On reading deeper

A TRUE symbol is substantial, not accidental. You cannot avoid it, you cannot remove it. You can’t take the handkerchief from “Othello,” or the sea from “The Nigger of the Narcissus,” or the disfigured feet from “’Oedipus Rex.” You can, however, read “Ulysses” without suspecting that wood shavings have to do with the Crucifixion or that the name Simon refers to the sin of Simony or that the hunger of the Dubliners at noon parallels that of the Lestrigonians. These are purely peripheral matters; fringe benefits, if you like. The beauty of the book cannot escape you if you are any sort of reader, and it is better to approach it from the side of naivet? than from that of culture-idolatry, sophistication and snobbery. Of course it’s hard in our time to be as naïve as one would like. Information does filter through. It leaks, as we have taken to saying. Still the knowledge of even the sophisticated is rather thin, and even the most wised-up devils, stuffed to the ears with arcana, turned out to be fairly simple.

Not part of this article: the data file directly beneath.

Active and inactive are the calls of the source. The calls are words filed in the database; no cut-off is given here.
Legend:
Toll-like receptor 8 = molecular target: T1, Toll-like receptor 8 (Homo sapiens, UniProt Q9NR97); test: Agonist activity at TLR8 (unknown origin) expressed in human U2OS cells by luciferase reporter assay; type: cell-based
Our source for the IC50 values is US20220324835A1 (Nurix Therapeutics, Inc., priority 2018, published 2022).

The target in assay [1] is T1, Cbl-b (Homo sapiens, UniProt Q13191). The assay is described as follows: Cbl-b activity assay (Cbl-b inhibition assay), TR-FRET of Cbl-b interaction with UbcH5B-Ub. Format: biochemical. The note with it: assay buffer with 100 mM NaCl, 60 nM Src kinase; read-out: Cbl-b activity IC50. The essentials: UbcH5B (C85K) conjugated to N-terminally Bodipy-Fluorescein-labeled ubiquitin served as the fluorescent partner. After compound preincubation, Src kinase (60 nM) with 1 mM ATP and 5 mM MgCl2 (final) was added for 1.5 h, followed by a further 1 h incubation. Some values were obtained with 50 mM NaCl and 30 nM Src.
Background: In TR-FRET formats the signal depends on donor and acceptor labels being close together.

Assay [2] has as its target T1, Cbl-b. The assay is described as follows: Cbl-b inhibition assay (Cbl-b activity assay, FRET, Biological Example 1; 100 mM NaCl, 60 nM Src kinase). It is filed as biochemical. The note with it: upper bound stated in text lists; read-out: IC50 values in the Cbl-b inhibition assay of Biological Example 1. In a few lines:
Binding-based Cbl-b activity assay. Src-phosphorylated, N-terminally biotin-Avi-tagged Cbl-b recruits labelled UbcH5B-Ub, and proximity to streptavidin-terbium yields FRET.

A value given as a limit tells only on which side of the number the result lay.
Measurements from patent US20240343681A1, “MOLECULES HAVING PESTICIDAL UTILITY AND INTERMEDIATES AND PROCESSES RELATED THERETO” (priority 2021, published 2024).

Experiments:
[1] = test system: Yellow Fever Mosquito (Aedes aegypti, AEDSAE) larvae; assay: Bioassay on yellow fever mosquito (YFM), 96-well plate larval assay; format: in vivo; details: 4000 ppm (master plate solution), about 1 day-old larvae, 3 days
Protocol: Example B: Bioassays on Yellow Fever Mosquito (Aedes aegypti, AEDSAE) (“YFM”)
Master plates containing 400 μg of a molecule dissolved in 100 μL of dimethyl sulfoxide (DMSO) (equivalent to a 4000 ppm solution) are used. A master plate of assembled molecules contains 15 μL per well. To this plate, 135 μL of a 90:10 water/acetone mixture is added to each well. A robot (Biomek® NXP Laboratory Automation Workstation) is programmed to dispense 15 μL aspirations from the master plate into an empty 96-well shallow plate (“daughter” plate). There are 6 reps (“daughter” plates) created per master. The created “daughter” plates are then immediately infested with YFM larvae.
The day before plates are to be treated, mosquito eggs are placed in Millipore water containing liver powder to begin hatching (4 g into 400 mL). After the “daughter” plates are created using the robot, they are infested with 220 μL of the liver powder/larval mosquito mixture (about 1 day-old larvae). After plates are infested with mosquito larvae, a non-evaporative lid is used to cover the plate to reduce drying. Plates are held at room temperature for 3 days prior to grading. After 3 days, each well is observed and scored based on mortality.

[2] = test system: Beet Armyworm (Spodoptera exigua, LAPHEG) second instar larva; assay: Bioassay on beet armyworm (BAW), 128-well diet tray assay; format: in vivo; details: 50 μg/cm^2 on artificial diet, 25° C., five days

--from The Search for Symbols, a Writer Warns, Misses All the Fun and Fact of the Story, by Saul Bellow: The New York Times, February 15, 1959